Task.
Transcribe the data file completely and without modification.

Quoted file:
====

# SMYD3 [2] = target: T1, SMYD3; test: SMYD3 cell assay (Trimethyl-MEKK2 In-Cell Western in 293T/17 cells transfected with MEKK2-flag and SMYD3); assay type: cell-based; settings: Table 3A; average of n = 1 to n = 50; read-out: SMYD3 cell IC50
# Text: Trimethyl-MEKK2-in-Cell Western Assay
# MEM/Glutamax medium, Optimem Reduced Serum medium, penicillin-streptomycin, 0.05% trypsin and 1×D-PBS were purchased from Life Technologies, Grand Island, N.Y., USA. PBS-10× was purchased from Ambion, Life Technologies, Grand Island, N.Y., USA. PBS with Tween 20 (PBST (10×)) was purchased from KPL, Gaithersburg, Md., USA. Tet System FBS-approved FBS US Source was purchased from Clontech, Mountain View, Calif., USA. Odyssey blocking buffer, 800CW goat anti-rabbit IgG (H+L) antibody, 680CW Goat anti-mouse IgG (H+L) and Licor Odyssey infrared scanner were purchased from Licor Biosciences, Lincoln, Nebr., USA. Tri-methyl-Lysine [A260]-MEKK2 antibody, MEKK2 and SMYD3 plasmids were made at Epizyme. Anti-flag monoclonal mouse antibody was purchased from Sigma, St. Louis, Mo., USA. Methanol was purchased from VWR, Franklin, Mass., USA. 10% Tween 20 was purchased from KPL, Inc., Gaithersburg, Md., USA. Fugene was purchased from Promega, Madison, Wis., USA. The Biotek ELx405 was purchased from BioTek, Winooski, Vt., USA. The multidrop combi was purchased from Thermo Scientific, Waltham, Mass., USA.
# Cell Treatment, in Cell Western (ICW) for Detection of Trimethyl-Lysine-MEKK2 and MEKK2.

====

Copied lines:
# SMYD3 [2] = target: T1, SMYD3; test: SMYD3 cell assay (Trimethyl-MEKK2 In-Cell Western in 293T/17 cells transfected with MEKK2-flag and SMYD3); assay type: cell-based; settings: Table 3A; average of n = 1 to n = 50; read-out: SMYD3 cell IC50
# Text: Trimethyl-MEKK2-in-Cell Western Assay
# MEM/Glutamax medium, Optimem Reduced Serum medium, penicillin-streptomycin, 0.05% trypsin and 1×D-PBS were purchased from Life Technologies, Grand Island, N.Y., USA. PBS-10× was purchased from Ambion, Life Technologies, Grand Island, N.Y., USA. PBS with Tween 20 (PBST (10×)) was purchased from KPL, Gaithersburg, Md., USA. Tet System FBS-approved FBS US Source was purchased from Clontech, Mountain View, Calif., USA. Odyssey blocking buffer, 800CW goat anti-rabbit IgG (H+L) antibody, 680CW Goat anti-mouse IgG (H+L) and Licor Odyssey infrared scanner were purchased from Licor Biosciences, Lincoln, Nebr., USA. Tri-methyl-Lysine [A260]-MEKK2 antibody, MEKK2 and SMYD3 plasmids were made at Epizyme. Anti-flag monoclonal mouse antibody was purchased from Sigma, St. Louis, Mo., USA. Methanol was purchased from VWR, Franklin, Mass., USA. 10% Tween 20 was purchased from KPL, Inc., Gaithersburg, Md., USA. Fugene was purchased from Promega, Madison, Wis., USA. The Biotek ELx405 was purchased from BioTek, Winooski, Vt., USA. The multidrop combi was purchased from Thermo Scientific, Waltham, Mass., USA.
# Cell Treatment, in Cell Western (ICW) for Detection of Trimethyl-Lysine-MEKK2 and MEKK2.